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Ram Niwas v. Bano, (2000) 6 SCC 685

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  • This case was decided by the Hon’ble Supreme Court on 1st August 2000 deals with the Doctrine of Constructive Notice concerning Section 19(b) and Section 20(2) of the Specific Relief Act, 1963, and Section 3 of the Transfer of Property Act, 1882, 1882 (TPA).


  • The plaintiff took a shop on rent from the defendant and subsequently entered into a contract for the purchase of the shop.
  • He paid part of the consideration on the date of the agreement and undertook to pay the remaining amount on the date of the execution of the sale deed.
  • Six months later, the defendant sold the shop to a third party for the consideration of Rs 20,000.
  • The plaintiff filed a suit seeking specific performance of a contract for the sale of a shop.
    • The trial court ruled in favor of the plaintiff.
  • The purchasers, dissatisfied with the trial court's decision, filed an appeal in the High Court.
    • The HC's Single Judge found that the purchasers were bona fide purchasers without knowledge of the agreement between the plaintiff and the vendor.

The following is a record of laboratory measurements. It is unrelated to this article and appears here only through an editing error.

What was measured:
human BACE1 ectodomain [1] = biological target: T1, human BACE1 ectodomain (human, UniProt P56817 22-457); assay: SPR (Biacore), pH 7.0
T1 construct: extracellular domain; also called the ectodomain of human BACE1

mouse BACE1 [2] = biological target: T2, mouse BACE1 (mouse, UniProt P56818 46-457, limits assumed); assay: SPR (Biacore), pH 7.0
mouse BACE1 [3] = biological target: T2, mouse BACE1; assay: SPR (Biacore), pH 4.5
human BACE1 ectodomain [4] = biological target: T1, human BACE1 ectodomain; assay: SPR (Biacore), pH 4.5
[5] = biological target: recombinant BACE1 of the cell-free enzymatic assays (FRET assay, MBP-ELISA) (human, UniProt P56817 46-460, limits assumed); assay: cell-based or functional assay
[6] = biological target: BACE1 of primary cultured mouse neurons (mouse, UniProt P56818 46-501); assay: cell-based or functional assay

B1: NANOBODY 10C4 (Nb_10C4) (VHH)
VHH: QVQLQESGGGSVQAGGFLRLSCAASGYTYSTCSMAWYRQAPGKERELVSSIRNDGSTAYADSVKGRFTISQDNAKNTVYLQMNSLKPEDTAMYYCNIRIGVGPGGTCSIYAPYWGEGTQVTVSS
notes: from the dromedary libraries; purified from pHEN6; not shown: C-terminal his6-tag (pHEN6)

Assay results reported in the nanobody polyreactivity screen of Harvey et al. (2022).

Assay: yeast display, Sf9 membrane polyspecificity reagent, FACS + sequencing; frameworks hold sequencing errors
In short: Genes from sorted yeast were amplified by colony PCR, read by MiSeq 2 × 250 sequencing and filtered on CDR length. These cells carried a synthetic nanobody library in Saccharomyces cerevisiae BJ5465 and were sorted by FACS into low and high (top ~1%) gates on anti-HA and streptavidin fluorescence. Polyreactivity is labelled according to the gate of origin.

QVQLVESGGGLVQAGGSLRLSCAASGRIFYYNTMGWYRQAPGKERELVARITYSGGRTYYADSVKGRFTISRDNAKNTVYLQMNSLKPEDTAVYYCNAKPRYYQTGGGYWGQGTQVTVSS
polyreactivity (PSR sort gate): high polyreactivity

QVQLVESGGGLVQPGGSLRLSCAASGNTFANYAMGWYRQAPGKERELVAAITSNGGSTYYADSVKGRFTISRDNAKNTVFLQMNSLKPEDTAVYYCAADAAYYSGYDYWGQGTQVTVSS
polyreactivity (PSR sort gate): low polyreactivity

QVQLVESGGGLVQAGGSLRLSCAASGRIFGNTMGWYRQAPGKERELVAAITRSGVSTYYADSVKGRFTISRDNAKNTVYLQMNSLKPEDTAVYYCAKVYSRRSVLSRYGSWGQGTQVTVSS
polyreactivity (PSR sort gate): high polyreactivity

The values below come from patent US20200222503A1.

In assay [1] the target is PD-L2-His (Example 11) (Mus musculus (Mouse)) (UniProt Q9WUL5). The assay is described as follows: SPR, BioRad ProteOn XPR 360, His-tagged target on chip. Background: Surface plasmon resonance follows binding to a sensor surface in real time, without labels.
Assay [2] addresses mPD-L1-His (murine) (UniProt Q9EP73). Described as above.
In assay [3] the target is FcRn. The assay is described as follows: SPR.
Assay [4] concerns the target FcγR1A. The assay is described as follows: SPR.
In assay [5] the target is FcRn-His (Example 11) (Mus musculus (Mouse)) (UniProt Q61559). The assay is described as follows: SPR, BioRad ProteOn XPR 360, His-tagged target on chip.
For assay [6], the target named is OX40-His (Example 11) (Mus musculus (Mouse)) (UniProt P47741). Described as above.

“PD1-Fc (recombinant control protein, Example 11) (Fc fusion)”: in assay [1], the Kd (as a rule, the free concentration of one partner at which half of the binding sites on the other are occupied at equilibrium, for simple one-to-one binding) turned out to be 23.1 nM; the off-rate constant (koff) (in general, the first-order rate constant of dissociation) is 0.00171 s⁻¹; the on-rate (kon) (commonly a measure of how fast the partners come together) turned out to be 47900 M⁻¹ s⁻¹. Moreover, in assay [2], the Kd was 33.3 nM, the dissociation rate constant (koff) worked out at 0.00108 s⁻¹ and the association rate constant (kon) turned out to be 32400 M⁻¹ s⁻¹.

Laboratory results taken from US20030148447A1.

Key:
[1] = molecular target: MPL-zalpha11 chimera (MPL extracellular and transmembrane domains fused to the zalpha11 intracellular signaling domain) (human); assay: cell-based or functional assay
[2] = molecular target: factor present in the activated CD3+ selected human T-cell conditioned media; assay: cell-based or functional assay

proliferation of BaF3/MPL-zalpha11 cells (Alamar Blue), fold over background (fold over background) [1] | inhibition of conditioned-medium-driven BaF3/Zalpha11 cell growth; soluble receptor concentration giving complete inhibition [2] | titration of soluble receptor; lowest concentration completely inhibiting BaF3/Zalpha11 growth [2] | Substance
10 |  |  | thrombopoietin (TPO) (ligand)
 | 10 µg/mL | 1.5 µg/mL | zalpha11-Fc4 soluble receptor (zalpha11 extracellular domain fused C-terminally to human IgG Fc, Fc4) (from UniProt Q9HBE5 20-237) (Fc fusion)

• The Single Judge dismissed the appeal, which was later upheld by a Division Bench of the High Court.
  • The appellant (tenant) filed a Special Appeal before the SC, challenging the judgment.
    • The tenant argued that the purchasers had notice of the agreement between the plaintiff and the vendor.

Issue Involved

  • Whether the third party purchased the disputed shop after paying the full price and had they no knowledge of the alleged agreement to sell?


  • The SC set aside the judgments of the lower courts.
  • The case was remanded to the Single Judge for a fresh decision on the validity of the agreement and the entitlement of the plaintiff to specific performance.
  • The Court emphasized the importance of considering the provisions of Section 20(2) of the Specific Relief Act in deciding on specific performance.
  • No costs were awarded due to the circumstances of the case.


  • A statutory presumption of “notice” arises against any person who acquires any immovable property or any share or interest therein of the title.
  • SC observed that, if a person is purchasing a property and he knows that a tenant is in possession of that property, then he ought to inquire about the terms of possession of that tenant.